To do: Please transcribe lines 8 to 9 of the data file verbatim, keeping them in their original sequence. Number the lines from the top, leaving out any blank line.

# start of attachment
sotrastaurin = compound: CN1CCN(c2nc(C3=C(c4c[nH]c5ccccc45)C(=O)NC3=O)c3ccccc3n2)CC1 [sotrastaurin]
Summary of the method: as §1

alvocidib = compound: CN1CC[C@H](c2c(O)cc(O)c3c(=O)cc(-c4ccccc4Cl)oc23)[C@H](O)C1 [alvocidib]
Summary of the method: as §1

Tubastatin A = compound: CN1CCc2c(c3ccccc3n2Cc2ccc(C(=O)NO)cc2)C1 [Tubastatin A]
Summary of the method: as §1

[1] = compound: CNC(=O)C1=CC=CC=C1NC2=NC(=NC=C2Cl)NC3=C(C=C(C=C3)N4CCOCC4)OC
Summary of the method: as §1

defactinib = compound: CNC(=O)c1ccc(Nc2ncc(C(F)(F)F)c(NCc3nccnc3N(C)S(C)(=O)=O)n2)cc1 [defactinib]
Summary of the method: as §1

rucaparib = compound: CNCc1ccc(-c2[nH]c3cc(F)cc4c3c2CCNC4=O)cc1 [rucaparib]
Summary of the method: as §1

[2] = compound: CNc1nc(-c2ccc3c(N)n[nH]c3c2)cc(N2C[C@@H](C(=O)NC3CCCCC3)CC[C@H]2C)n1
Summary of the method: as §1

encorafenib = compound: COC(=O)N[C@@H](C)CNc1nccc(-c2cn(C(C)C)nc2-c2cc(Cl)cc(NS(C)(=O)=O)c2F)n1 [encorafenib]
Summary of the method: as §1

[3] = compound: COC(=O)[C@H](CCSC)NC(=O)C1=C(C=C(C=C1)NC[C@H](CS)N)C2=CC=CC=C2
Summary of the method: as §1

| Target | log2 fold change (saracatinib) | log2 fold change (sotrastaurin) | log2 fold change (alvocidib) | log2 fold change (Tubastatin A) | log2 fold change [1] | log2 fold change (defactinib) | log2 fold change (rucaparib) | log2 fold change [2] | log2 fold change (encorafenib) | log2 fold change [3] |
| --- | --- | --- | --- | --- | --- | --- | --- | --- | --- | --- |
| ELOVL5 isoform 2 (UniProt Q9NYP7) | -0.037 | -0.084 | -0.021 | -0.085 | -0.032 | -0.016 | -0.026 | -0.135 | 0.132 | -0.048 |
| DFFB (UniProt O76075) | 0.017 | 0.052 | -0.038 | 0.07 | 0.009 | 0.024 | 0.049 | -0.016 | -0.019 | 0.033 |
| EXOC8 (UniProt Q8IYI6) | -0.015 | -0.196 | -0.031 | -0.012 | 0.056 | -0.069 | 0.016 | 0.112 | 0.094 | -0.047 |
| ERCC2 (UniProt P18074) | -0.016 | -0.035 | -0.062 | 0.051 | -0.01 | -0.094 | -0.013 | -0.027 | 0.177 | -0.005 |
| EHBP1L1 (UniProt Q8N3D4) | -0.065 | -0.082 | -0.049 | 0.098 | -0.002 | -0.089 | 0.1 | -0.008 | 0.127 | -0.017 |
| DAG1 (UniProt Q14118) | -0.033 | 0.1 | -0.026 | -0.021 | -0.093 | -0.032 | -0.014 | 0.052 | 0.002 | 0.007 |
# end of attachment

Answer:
Summary of the method: as §1

defactinib = compound: CNC(=O)c1ccc(Nc2ncc(C(F)(F)F)c(NCc3nccnc3N(C)S(C)(=O)=O)n2)cc1 [defactinib]